Pandamanda has some thoughts about whether the missing woman in Aruba was askin' for it. It already seems to be a deveolping theme--"Hey! Kids go to Aruba and get drunk and party and stuff! She went with her alleged attackers willingly! And she may have been drinkin'!"

Okay, maybe this woman made some poor decisions. But hell, she was eighteen. Nobody makes good decisions when they're eighteen. And yeah, maybe she didn't minimize her risk as well as she could've.

But let's all be really, really clear about this--nothing this woman could have done would justify her being drugged and raped. Nothing. Yeah, maybe she could've made better decisions. But she wasn't the one who decided to drug and rape (and possibly murder) someone.

Sunday, June 12, 2005
Say Uncle!

Congratulations to Craig and Jennifer Pittman on the birth of their daughter, Anna Lynne Pittman, 7 lbs. 1 oz., 20 3/4 inches. My first niece (and my daughter's first cousin!)

Pics to follow....

Saturday, June 11, 2005
The Persecuted Religious Right

Via Sully, the story of a gay youth receiving Christian love. Go and show some support. And I agree with Andrew--this is child abuse.

Friday, June 10, 2005
Friday Random Ten
What About Those Who Swing Both Ways? AC/DCs?

1. "Where It's At," Beck
2. "Nightgown of the Sullen Moon," They Might Be Giants
3. "Lonesome Day," Bruce Springsteen
4. "$300," Soul Coughing
5. "Help Wanted," Love Jones
6. "All the Dirt," Mike Doughty
7. "A Thousand Miles," Vanessa Carlton
8. "The Other Side," David Gray
9. "She's Actual Size (New Live Version)," They Might Be Giants
10. "You to Thank," Ben Folds

Thursday, June 09, 2005
Deutschland, Here We Come

Fans of men's soccer can be proud--a U.S. berth in the 2006 World Cup is all but assured. The U.S. need only win twice in its last five qualifiers to qualify out of the CONCACAF region. The U.S. is second in their region (one point behind Mexico, five ahead of Costa Rica) and should qualify easily for their fifth straight cup.

Of course, once they get there things get a bit more dicey. But the U.S. team is currently ranked tenth in the world, tied with the Azzurri--no small feat, that. Victory in 2006 is far from assured. But the U.S. squad should be competitive. And that will be fun.

Tuesday, June 07, 2005
Damn It to the Last Damn Damn

Those who have frequented this blog may have noticed lately that I've been somewhat less than loquacious. To some extent, I plead ennui; I mean, really, am I supposed to be outraged that it turns out, say that the Big John Kerry Military Coverup was hiding...absolutely nothing? Am I supposed to express surprise that the most states'-rights Supreme Court in two generations somehow found that growing marijuana on your own land for your own personal use somehow violated interstate commerce? Am I supposed to express deep satisfaction that Bush continues to be an extremely unpopular lame duck?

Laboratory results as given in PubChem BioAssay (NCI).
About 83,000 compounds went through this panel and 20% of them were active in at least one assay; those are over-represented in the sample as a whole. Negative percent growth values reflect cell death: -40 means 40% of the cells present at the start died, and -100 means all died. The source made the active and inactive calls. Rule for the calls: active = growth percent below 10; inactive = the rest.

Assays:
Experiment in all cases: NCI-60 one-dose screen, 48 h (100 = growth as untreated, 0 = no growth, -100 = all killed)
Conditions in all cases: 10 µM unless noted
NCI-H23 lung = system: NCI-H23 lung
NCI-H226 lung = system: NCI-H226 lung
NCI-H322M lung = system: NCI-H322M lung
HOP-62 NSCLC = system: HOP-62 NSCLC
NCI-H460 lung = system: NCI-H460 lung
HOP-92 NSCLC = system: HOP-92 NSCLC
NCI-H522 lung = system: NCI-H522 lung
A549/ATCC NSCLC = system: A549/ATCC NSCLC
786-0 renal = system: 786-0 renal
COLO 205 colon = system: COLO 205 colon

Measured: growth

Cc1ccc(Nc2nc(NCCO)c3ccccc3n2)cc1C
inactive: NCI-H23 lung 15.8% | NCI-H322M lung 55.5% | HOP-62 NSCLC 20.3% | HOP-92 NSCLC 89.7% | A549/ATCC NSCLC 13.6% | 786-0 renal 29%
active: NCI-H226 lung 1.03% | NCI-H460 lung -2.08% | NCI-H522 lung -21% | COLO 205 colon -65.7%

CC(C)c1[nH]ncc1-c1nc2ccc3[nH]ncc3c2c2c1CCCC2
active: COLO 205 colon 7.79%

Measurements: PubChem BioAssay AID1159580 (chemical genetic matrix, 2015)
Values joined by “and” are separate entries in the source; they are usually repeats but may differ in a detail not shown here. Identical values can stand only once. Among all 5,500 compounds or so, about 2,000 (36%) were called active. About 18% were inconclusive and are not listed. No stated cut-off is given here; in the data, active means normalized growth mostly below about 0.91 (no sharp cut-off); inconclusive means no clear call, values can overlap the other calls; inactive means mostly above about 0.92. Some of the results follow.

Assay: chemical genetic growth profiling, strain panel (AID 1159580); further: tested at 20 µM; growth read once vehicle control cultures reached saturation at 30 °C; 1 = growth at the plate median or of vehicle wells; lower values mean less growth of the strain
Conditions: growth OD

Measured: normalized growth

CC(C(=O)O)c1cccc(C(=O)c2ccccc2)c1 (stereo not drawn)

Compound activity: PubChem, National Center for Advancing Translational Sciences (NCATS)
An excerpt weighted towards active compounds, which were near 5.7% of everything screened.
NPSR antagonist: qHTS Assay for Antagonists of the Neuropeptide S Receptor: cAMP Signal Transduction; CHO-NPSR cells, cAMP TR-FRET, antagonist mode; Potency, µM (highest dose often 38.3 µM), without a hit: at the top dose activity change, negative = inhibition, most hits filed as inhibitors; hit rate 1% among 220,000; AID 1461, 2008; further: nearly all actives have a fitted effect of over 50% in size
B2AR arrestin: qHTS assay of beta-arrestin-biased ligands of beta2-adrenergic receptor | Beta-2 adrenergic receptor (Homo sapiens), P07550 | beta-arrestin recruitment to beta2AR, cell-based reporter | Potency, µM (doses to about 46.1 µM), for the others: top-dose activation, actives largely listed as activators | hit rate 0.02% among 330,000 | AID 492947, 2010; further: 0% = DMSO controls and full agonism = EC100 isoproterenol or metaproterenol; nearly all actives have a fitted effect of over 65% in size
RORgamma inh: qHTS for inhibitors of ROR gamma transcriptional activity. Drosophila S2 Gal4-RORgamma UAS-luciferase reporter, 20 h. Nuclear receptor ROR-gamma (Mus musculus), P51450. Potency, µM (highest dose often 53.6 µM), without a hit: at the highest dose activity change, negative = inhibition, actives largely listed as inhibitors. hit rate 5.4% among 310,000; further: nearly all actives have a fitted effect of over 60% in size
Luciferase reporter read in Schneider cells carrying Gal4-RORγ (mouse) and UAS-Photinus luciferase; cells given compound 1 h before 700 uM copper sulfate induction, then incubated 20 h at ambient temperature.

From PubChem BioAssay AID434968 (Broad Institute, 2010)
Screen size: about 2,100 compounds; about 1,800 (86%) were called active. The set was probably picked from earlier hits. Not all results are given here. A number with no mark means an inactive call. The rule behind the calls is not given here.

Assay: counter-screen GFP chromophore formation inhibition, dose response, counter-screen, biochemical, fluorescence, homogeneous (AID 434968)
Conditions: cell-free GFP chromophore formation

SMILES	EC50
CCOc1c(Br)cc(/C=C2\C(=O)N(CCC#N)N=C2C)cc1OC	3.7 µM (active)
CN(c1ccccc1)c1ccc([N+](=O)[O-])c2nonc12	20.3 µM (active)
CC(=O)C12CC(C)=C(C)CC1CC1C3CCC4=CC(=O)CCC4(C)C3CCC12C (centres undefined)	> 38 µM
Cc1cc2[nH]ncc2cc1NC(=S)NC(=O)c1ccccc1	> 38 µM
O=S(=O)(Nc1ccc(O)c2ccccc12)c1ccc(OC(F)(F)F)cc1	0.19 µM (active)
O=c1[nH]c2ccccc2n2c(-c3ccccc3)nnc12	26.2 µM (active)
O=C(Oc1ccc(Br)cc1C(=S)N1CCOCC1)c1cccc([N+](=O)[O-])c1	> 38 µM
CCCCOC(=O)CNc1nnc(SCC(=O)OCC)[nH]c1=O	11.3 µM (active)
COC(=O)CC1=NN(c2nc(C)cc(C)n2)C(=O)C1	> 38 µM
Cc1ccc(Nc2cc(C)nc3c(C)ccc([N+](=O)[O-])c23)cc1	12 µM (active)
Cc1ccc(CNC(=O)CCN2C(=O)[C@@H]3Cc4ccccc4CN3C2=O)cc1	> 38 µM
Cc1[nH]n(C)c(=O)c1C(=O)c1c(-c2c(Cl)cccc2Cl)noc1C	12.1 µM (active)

Really, I may as well get agitated about the Sun rising in the East, and setting in the West.

So anyhow, I've decided that instead of trying to get all feisty and stuff, I'll just inaugurate yet another of this blog's semi-regular departments. Presenting....

Things That Do Not Suck

Yes, it's the first fun foray into discussions of those random things that I've come across and enjoy enough to recommend. Here, in no particular order, we go....

Diet Coke with Splenda

Diet Coke with Splenda annoys me. It annoys me because it's as good as regular Diet Coke isn't.

Regular Diet Coke is horrible. Not so much the initial taste--that's barely passable. But the horrid, aspartame-laden aftertaste had all but wrecked me for zero-calorie Coca-Cola products forever. Though I prefer Coke to Pepsi, Diet Pepsi is infinitely better than plain old Diet Coke.

When a friend recommended Diet Coke with Splenda, I was skeptical; how much difference can sucralose make?

A whole lot, that's how much.

Without aspartame, Diet Coke with Splenda tastes like Coke! Almost exactly, when it's cold, and pretty close when it warms up a bit. It's infinitely better than Diet Coke.

Which, of course, makes me angry. Coke finally upgrades their crappy diet drink, and what do they do? Marginalize it, a la Coke II. Yes, I know the New Coke fiasco is still having a ripple effect in Atlanta, but my God, folks, you've got an easy choice here. Cancel the NutraSweet contracts, and bring in the Splenda.

"Haughty Melodic," Mike Doughty (ATO)

I'll freely admit that I was predisposed to like this album. I've been a Mike Doughty fan since he was fronting Soul Coughing back in the 90s.

For those who don't live in Minnesota and/or those who never listened to the late, great Rev 105, Soul Coughing was the kind of band that defied categorization--which, of course, is a problem given the sorry state of radio. Nevertheless, the band created on Yuval Gabay's steady rhythms, Mark de Gli Antoni's psychadelic keyboard work, Sebastian Steinberg's upright bass, and M. Doughty's beat-poet lyrics drew a decent following, especially here in Minnesota.

Soul Coughing released three albums. Their first two, Ruby Vroom and Irresistable Bliss, were phenomenal; their last release, 1998's El Oso, was an uneven effort, though it did give the band its most attention, spawning the minor hit "Circles." Behind the scenes, the band was cracking up, due in no small part to Doughty's addiction to heroin. The band broke up in March of 1999.

For fans of Soul Coughing, that appeared to be it; certainly, there was no way that any other release would inspire the way they had.